1991. Flow patterns in the central North America ice sheet. Nature, 286(5770). 213–218.

Sugden, D. E.
1977. Reconstruction of the morphology, dynamics and thermal characteristics of the Laurentide ice sheet at its maximum. Arct. Alp. Res., 9(1). 21–47.

Trewartha, G. T. and Horn, I. H.
1980. An Introduction to climate. Fifth edition. New York. etc., McGraw-Hill.

Washburn, A. L.
1980. Geocryology. New York. etc., John Wiley and Sons.

## APPENDIX Transformation of the Governing Equation

The one-dimensional energy balance considered is:

where *z* is positive upward with its origin at the rock/ice interface, *w* is the vertical velocity and both the heat capacity, *ρc*, and the thermal conductivity, *k*, are, in general, functions of temparature. The heat flux at the base of the domain, located at some large depth *z* = –*h*
_{0}, remains fixed at *q*
_{0}:

The upper boundary, or the ice/air interface, is located at *z = h*, where h is an arbitrarily specified function of time. The surface tempaerature, *T*
_{s}, is also an arbitraarily specified function of time:

In the present case, the time-dependence of *T*
_{s} is given indirectly through its dependence on *h*(*t*).

The vertical velocity in the varies linearly through the upper three-quarters of the ice sheet and quadratically below that (Dansgaard and Johnsen, 1969):

Where *z*
_{m} is the elevation above the bed at which the upper, linear velocity profile intersects the lower, quadratic profile. (In all calculations shown in this paper, we take *z*
_{m}/*h* = 0.25) In the limit that *z*
_{m} → 0, this recovers the linear profile of Nye (1951, 1957, 1963). *W* is the magnitude of the advective velocity at the surface. Here, *W* is the volume flux of ice across the upper surface of the ice sheet, i.e. it represents the accumulation rate over and above that which goes into growth of the ice sheet. Of course, a divergent, lateral flow must balance the downward flow of ice. An assumption implicit in Equation (A4) is that the velocity field in the ice is able to adjust rapidly to increasing *h* in order to maintain *W* in the form given throughout the growth history.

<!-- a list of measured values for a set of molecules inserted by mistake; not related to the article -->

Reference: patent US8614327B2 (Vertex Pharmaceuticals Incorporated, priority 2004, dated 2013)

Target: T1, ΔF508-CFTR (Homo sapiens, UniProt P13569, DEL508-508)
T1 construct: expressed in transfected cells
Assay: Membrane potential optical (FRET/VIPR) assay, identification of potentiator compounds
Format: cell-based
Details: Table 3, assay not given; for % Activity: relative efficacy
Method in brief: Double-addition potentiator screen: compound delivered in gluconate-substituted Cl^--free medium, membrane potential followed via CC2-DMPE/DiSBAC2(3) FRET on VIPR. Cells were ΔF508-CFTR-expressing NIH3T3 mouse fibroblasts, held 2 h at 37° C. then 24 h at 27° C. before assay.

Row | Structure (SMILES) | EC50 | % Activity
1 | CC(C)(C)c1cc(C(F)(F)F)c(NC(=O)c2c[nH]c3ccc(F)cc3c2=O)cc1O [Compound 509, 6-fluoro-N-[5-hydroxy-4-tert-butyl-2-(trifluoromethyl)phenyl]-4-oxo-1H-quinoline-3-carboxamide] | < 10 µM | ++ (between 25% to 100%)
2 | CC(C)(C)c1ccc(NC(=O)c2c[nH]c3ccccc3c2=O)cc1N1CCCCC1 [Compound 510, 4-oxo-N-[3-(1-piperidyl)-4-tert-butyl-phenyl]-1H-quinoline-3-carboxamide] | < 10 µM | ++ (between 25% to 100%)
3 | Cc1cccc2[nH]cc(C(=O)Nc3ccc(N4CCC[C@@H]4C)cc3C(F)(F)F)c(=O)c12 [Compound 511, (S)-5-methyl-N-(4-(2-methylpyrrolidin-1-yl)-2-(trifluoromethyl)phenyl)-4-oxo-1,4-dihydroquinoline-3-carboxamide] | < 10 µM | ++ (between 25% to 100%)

The “front-fixing” method entails coordinate transformation ζ = *z*/*h*, in terms of which Equation (A1) can be written for the domain within the ice (0 ≤ ζ ≤ *h*) in the form:

where *w* (Equation (A4)) is now written in terms of ζ.

Note that, even in the absence of downward advection in the fixed reference frame (*w* = 0), the coordinate transformation has the effect of introducing into Equation (A5) an advection-like term that accounts for the moving boundary, *h(t)*. The effect of the boundary moving upward at velocity *dh/dt* and that of advection cold ice across the surface at velocity *−W* are additive. The boundary condition at the top surface (Equation (A3)) is now applied at the *fixed* point ζ = 1, which is convenient for numerical implementation. In the scheme adopted here, we solve the conduction problem in the underlying rock domain (–*h*
_{0} ≤ *z* ≤ 0) in the untransformed coordinate, *z*, while solving Equation (A5) for the ice. The temperature and heat flux are matched at the rock/ice interface, *z* = ζ = 0.

We consider two particular forms of the growth function, *h*(*t*):

Where *h*
_{x} is the final ice thickness and *t*_{r}
the rise time. In the text, we refer to Equation (A6) as an exponential growth modal and Equation (A7) as a linear modal.